GPO, Ottawa Business Leaders Demand Government Honour MicroFIT Commitments


For Immediate Release

July 23, 2010


Green Party of Ontario (GPO) representative Kevin O’Donnell joined local solar businessmen Rob Beckers (President, Solacity Inc.), David Long (President, Pheonix Radiance) and James Cummings (President, Clearly Solar) at a news conference in Ottawa today to demand the McGuinty government honour its promise to pay green energy entrepreneurs 80.2 ¢/kWh for solar projects under 10 kilowatts.

O’Donnell criticized the McGuinty government’s decision to change the microFIT rules without any consultation from the solar industry or their customers.

Beckers described how the OPA and the Ministry of Energy have cast a shadow on the industry’s future without any real justification for the sudden pricing changes.

Long described how the slow processing time for microFIT applications, culminating in the pricing reversal, has shaken consumer confidence and will make it very difficult for solar companies to win back customers.

Cummings described how the sudden price change shows a lack of commitment by the government to their own program which has led to instability and uncertainty in the solar power industry.

The Green Party is launching a province-wide campaign to call on Premier McGuinty to honour his word and stand behind the promised pricing for all current solar microFIT applications. Click here to learn more about the campaign:


“The Green Party considers the solar sector to be an emerging industry that Ontario can be a leader in. We must ensure that investors, businesses and individuals can depend on the Ontario government to honour its commitments. We see the unexpected rate changes as damaging to this emerging industry and damaging to the ability of entrepreneurs to fulfill Ontario’s potential as a sustainable energy leader.”
- Kevin O’Donnell, GPO Representative in Ottawa Centre

“This sudden price change shows a lack of commitment on the part of the Ontario Government to their own program. Changing the rules half way through the game demonstrates instability and uncertainty – the last thing investors want to see. It will kill jobs.”
- Jim Cummings, President, Clearly Solar Inc.

"This rate change has cost us several orders, and discouraged many potential customers. By taking 6 months to process applications the OPA is in essence changing the rules of the MicroFIT program retro-actively, and causing great uncertainty for industry and home owners investing in green energy. A more equitable system would fix the rules, including the feed-in-tariffs, as they apply on the application date. The justification given by both the OPA and the Ministry of Energy are not based on realistic data, and we would very much like to see a real analysis of the costs involved. Keep in mind that even if the $1B number would be correct, this works out to just $1.38 per months on our hydro bill. Is that worth throwing away the future of a vibrant new industry that provides employment for Ontarians, and that can propel Ontario to be a world leader in green energy?"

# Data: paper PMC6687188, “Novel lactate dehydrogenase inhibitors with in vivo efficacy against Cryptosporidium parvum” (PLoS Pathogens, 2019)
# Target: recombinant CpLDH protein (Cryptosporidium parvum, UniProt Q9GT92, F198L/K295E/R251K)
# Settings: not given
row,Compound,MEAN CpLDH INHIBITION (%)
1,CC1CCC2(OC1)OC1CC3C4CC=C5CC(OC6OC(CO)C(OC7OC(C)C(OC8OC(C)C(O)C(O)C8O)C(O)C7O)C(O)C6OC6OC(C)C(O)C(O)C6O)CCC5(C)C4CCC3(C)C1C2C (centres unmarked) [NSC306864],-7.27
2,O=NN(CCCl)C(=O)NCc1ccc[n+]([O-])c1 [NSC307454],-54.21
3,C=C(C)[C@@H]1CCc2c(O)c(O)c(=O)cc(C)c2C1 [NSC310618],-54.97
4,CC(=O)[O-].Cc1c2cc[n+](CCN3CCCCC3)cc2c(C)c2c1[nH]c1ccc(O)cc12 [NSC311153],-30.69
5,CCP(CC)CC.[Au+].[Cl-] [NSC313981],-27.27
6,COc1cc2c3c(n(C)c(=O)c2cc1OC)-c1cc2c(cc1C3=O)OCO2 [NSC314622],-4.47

- Rob Beckers, President, Solacity Inc.

"The introduction of the MicroFIT program created a surge of interest for prospective solar customers in Ontario. It stimulated the growth of Phoenix Radiance, the new green energy division of SageTea Group. There is no question that the slow processing time for MicroFIT applications has impacted our business. This reversal by the Ontario Government will make it difficult to win back potential customers. Ground mounted solar projects are the best ones to do because they have the lowest construction costs. Drilling into people's rooftops, especially when it involves third party roof warranties made rooftop based solar systems something that we chose to avoid. Since the government is targeting our exact product line, we must now re-evaluate our green energy marketing program.”
- David Long, President, Phoenix Radiance - SageTea Group Renewable Energy Division


  • The Ontario Power Authority (OPA) says it has received over 15,000 contract applications since the microFIT program was announced 9 months ago.
  • The majority of applications have been for ground-mounted solar panels predominantly in rural areas. Ground mounted panels are the target of the government’s cuts.
  • The OPA had only approved 3,000 of the contract applications when the cut was suddenly announced. This means close to 10,000 people could be affected by this cutback which will reduce the income on their investment by 27%.
  • A 10 kilowatt solar project costs $70,000 or more to install.

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    Kevin O’Donnell
    (613) 203-2620